Erika Escobar works at the front desk at Bokhara Pet Resort & Spain Elk Rapids. The 40-year-old business provides boarding, daycare and pet grooming services for both cats and dogs. They claim to have the largest cat cottage in the state.
“We do have a lot of clients that look like their pets,” Escobar said. “Even the attitude is the same. We can feel it, like the attitude of the dog and the people are the same.”
She confessed that she, too, resembles her own pet, who owns two dogs.
“I kind of look my French bulldog,” Escobar joked. “I am kind of a bitch some times and I am kind of needy too.”
Escobar said she has seen a trend in younger pet owners who dote over their animals, especially ones that don’t have children.
“It is like they are replacing the human kid,” Escobar said, who has worked at the Elk Rapids pet resort for the past 10 years.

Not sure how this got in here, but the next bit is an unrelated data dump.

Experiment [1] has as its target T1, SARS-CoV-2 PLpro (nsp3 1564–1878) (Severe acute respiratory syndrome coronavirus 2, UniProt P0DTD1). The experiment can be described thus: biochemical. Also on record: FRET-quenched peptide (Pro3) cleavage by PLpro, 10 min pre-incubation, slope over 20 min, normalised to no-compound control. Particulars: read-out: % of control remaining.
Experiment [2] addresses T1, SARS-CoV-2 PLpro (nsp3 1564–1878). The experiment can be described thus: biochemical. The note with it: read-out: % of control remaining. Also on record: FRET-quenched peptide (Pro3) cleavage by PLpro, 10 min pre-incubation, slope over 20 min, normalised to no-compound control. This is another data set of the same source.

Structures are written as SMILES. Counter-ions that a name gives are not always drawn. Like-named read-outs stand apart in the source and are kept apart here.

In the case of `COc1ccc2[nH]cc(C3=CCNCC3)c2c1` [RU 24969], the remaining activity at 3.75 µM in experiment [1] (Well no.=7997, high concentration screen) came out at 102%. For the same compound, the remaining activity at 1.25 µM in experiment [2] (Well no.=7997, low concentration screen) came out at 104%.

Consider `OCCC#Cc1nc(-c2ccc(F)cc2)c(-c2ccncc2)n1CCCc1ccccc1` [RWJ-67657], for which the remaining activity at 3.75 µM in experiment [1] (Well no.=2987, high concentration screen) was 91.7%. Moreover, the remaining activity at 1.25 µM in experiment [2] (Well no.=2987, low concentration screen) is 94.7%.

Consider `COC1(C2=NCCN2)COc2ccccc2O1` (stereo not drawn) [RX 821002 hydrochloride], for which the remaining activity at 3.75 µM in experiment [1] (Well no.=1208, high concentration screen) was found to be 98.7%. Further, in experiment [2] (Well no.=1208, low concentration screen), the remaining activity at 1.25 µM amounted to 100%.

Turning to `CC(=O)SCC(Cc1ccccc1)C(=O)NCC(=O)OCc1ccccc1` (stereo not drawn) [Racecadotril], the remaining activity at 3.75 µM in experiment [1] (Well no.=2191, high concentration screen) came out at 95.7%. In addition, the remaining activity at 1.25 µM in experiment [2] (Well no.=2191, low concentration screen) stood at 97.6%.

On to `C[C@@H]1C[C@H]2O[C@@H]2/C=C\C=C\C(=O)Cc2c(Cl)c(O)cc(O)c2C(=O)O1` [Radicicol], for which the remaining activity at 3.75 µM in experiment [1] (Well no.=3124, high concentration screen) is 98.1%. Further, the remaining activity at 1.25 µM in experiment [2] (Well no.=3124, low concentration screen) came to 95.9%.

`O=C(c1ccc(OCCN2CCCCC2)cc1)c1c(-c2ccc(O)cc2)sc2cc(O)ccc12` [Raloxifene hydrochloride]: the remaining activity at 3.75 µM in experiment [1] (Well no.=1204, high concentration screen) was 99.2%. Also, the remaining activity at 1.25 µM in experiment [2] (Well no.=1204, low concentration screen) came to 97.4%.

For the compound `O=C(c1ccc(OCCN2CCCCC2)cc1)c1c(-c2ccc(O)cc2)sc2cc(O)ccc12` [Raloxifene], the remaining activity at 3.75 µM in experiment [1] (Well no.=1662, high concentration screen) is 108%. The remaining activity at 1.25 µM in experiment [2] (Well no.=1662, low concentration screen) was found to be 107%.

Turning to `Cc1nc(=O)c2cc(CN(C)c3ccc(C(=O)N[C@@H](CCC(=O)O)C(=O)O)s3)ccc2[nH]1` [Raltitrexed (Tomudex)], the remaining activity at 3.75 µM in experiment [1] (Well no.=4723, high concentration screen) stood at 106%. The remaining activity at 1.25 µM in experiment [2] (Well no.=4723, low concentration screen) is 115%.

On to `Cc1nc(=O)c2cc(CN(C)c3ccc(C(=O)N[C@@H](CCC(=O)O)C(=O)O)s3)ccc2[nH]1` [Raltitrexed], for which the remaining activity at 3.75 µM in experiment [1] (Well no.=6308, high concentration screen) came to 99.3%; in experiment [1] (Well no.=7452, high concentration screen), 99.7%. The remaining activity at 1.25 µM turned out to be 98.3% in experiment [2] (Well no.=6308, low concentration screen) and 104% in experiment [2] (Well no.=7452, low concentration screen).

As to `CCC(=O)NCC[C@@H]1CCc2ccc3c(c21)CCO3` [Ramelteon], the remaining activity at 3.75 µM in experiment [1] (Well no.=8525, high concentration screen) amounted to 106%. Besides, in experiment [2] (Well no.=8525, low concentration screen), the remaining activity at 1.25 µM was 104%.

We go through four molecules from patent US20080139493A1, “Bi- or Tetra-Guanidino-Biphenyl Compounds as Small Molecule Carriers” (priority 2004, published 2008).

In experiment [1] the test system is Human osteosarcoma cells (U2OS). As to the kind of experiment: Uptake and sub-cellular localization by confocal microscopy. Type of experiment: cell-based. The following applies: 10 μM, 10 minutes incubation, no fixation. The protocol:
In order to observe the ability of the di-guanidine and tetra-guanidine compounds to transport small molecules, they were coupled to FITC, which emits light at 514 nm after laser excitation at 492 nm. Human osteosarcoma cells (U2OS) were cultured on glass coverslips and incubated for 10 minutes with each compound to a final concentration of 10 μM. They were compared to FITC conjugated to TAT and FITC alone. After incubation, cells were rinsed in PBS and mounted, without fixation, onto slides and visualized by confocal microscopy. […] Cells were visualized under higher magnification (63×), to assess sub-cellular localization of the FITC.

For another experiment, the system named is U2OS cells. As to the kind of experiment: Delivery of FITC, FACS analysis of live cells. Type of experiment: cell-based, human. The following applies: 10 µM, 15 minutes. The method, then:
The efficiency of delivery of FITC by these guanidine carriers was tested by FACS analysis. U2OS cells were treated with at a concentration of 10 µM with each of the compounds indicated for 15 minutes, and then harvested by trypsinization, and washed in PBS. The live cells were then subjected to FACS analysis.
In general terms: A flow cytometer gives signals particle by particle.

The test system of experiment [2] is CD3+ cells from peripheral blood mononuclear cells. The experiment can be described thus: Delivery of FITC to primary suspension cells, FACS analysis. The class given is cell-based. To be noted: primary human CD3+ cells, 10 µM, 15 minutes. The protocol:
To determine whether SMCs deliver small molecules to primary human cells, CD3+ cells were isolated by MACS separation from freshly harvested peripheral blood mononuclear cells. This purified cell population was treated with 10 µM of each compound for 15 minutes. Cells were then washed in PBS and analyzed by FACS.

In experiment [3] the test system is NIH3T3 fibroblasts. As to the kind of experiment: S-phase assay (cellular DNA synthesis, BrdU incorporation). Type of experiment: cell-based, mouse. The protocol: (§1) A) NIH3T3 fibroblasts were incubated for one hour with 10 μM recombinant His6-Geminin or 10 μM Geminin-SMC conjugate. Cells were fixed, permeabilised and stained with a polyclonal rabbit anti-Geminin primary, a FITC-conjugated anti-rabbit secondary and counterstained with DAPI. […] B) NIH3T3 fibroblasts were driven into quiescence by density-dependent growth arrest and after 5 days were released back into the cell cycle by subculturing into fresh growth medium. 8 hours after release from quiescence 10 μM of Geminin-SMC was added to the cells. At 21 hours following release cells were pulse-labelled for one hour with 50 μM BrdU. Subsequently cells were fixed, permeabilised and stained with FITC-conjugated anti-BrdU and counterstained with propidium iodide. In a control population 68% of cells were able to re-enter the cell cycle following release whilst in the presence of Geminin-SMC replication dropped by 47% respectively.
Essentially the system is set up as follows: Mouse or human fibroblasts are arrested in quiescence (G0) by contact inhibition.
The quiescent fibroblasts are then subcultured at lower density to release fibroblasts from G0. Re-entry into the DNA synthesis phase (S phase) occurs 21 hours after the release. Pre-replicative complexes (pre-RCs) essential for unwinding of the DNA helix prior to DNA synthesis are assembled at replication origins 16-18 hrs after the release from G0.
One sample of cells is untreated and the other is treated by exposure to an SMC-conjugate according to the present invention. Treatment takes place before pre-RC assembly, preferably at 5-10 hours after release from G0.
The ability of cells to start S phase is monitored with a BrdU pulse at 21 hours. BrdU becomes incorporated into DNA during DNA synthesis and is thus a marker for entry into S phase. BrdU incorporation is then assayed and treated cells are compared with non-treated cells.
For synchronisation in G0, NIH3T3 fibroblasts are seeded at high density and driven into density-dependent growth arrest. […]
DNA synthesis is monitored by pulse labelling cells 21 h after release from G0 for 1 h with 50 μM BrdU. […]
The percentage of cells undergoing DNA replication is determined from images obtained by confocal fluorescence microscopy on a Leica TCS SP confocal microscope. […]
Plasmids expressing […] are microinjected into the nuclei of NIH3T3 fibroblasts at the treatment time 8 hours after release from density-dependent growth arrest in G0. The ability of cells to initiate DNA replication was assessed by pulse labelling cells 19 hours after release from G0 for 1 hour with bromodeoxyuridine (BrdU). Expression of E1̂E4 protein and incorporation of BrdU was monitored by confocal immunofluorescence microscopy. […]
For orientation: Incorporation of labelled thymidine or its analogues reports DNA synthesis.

Avery can relate to this mentality. She doesn’t have any children, but considers her dogs like her kids.
“They even have middle names,” she said. “I think our views on animals have changed a lot. I have had many refer to their pet as a fur baby or fur kid. They are definitely more like a furry kid now, than just a dog. …People see them more as a family member and want to spoil them like their kids.”
She pampers her pets by painting their nails and even dying her dog’s tail purple. On their birthdays, she dresses them up and takes them out for a treat.
“My dog just celebrated its 10th birthday and we went out to Traverse and stopped at all the dog places,” Avery said. “Just so he could have a day out and have some fun and something new. With my schedule he doesn’t get out of the house much. Going other places and meeting new dogs is a big deal for him.”